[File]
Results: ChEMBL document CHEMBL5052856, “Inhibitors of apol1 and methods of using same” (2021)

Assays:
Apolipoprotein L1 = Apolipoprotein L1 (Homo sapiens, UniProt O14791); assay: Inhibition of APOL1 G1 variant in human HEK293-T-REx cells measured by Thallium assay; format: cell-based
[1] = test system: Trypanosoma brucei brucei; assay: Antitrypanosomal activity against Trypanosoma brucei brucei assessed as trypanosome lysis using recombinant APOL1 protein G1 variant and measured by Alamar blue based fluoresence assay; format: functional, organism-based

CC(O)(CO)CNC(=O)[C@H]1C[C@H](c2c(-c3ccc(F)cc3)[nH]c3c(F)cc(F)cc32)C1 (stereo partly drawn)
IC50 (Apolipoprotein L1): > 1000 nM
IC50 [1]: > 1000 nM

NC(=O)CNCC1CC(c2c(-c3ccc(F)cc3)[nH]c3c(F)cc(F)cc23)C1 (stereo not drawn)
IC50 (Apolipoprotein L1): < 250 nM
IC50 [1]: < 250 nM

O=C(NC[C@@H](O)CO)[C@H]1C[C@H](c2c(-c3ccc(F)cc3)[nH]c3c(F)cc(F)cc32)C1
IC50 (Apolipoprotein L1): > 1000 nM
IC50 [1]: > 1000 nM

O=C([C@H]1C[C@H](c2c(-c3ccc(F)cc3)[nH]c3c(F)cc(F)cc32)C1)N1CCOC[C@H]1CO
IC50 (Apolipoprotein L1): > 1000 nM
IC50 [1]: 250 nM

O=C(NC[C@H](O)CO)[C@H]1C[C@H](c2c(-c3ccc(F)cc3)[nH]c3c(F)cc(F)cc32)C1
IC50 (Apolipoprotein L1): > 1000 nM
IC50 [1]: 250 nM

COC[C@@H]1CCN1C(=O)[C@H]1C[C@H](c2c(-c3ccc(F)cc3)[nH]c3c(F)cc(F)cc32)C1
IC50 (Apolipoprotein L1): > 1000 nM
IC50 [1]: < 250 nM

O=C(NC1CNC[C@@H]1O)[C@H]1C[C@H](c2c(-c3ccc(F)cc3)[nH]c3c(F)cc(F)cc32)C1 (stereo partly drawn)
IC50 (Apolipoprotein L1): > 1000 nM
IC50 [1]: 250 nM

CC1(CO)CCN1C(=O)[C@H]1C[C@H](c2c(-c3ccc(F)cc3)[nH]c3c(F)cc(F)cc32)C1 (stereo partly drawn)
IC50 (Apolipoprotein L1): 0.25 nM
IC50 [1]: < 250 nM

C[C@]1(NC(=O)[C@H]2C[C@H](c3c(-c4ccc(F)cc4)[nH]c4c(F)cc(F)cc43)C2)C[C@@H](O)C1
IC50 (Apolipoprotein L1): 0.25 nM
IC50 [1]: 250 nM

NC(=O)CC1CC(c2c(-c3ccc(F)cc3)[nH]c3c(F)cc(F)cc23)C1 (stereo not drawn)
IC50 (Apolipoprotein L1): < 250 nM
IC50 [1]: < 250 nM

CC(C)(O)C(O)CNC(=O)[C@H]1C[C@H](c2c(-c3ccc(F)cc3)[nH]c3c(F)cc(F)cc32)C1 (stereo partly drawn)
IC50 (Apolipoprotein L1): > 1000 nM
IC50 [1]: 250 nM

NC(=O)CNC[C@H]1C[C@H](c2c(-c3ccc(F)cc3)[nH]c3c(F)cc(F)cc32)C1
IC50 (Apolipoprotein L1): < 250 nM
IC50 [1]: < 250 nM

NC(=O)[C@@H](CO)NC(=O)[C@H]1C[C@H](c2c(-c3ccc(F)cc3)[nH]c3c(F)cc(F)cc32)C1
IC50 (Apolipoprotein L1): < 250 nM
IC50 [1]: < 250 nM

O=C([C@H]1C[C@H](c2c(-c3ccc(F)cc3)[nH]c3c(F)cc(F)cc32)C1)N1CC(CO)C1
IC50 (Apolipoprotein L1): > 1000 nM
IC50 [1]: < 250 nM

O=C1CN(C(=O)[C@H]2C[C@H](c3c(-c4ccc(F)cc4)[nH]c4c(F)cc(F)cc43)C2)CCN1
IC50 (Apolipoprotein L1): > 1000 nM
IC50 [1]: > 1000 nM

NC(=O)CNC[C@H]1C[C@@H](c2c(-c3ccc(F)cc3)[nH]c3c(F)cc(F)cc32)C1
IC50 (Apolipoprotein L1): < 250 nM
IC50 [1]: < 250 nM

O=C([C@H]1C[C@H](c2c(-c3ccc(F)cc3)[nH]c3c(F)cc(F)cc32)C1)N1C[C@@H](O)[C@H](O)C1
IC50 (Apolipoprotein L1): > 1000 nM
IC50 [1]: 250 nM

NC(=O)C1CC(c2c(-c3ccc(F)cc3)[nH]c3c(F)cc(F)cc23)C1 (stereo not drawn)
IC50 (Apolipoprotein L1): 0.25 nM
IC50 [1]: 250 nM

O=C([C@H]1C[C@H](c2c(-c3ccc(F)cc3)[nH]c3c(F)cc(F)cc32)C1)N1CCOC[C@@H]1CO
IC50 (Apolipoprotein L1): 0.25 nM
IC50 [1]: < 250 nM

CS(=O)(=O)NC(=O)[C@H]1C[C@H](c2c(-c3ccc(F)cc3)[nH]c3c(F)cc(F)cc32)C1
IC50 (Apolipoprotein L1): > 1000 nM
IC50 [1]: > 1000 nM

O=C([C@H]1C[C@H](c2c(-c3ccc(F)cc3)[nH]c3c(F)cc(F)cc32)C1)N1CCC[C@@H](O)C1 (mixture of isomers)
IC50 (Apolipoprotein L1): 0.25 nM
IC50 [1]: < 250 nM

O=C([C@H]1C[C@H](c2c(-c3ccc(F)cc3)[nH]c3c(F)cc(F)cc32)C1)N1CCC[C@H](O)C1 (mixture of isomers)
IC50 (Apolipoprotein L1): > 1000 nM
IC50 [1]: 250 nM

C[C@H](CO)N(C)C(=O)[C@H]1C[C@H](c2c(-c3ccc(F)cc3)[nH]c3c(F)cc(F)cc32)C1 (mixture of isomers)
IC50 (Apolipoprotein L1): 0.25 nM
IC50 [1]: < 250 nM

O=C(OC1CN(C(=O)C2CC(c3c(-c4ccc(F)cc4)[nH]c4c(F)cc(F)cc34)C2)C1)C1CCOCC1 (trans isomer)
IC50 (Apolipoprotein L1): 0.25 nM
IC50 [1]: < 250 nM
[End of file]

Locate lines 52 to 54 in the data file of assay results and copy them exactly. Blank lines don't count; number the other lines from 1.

IC50 [1]: < 250 nM

O=C([C@H]1C[C@H](c2c(-c3ccc(F)cc3)[nH]c3c(F)cc(F)cc32)C1)N1C[C@@H](O)[C@H](O)C1
IC50 (Apolipoprotein L1): > 1000 nM